# Chemistry - Is it possible to achieve a level of "truly zero" concentration?

## Solution 1:

It depends how you dilute it. If you take an aqueous solution of A and just add pure water (absolutely 100% water), the concentration of A will never quite be null. In this case however, you will reach a point where the concentration of A is so small that it can be considered null for your applications.

If, however, you dilute the solution, take a sample, then dilute that sample (and so on), you could reach a concentration of exactly 0M. Imagine you have diluted the solution enough so that it contains exactly 1 molecule of A. When you take your sample for the next dilution, if this molecule isn't in the sample, the concentration will be exactly null. If it does happen to be in the sample, it could be left behind when you draw the next sample, or the next, and so on.

In practice though, the water you use for the dilution will likely contain impurities. You will maybe not achieve exactly 0M, but the concentration could be so small that it is undetectable and have no measurable consequence.

## Solution 2:

For an **analytical chemist, the concept of zero concentration does not exist**. The concentration cannot be exactly 0! Only a limit of detection can be developed in terms of statistics. This is why a senior respectable user here has written an entire monograph on this topic. Suppose you have a NaCl solution, and so called "pure water"*, matter how much you dilutions you perform, you cannot say with 100% confidence that there is no single ion sodium left in the solution now.

*Pure water cannot exist in any ordinary laboratory.

## Solution 3:

Unequivocally yes! If your solute is something of which you can identify a single molecule in a macroscopic solvent sample (let´s say a fluorescent dye), then you can dilute down to zero, and be sure about it.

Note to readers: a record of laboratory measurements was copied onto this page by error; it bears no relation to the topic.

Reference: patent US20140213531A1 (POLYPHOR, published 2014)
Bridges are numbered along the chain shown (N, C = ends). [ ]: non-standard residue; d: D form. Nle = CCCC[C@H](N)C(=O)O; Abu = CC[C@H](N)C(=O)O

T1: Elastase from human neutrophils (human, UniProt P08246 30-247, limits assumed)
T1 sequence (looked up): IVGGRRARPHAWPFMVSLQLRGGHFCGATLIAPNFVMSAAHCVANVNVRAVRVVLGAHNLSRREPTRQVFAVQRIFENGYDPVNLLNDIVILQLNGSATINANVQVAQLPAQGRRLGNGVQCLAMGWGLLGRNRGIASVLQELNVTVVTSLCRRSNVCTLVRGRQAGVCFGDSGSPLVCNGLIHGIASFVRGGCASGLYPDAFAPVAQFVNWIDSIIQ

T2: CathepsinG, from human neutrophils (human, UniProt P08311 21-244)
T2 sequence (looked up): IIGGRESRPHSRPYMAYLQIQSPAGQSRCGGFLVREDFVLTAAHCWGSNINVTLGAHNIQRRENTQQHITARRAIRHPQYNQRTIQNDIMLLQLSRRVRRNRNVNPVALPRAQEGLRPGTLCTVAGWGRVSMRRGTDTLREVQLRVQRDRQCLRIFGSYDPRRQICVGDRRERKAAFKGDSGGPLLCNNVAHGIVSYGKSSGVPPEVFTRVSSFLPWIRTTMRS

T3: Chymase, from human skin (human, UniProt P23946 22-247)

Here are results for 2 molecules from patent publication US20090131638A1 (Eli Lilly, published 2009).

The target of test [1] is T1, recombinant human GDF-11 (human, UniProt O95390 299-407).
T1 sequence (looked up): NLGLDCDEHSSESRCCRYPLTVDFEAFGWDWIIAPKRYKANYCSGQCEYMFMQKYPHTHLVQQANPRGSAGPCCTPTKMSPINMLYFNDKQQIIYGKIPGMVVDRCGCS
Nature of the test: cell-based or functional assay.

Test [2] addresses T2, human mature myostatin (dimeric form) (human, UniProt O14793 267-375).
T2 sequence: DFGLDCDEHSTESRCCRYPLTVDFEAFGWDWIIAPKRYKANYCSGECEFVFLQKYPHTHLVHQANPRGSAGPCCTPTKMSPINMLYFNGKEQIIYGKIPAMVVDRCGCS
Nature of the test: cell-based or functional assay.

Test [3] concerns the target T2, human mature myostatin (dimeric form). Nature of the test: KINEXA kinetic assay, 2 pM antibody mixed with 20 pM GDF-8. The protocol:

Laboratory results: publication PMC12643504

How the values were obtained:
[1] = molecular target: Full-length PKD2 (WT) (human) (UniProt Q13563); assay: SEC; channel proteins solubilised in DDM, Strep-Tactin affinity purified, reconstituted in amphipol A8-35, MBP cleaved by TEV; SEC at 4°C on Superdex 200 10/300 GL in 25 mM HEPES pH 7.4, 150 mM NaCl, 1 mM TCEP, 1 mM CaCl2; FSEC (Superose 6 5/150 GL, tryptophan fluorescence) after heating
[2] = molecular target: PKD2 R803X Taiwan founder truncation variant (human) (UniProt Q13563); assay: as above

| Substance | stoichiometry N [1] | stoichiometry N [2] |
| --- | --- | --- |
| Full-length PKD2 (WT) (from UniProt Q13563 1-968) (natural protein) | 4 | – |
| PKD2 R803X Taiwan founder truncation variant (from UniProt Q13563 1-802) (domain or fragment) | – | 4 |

(For the nitpickers: This can be done in a finite number of steps, if you split the solution in two after each step, and keep diluting the part which shows a lower concentration. *Divide et impera.*)

If you´re unable to measure the concentration down to actual *zero*, then the statement "this has been diluted to zero" is not falsifiable, therefore unscientific (see Karl Popper), and as such not worth pondering. ;)

## Solution 4:

Something like a zero concentration is achieved in the vapor phase in some materials. In this answer the triple-point vapor pressure of gallium is identified as so low that a measurement thereof defaults to zero with a high probability.

## Solution 5:

Hypothetically, I think limitation for zero-dilution would be when you take a sample of diluted sample the possibility of having a solute molecule in there should be zero. To achieve this goal, the concentration of your solution should be less than $10^{-24}$ in power $\left(\frac{1}{6.022 \times 10^{23}}=1.66 \times 10^{-24}\right)$. To do so, if you have $\pu{1 M}$ of solution, you should add another $\pu{1.66 \times 10^{24} L}$ of water to get that dilution. Considering the whole water body of the Earth is about $\pu{1.3859 \times 10^{21} L}$ ($\pu{2.5511 \times 10^6 mile^3}$ according to USGS) you may run out of water before you get right concentration.:-)

That's why Raphaël has said its depends on how you want to do it. So, you may use the procedure called serieal dilution.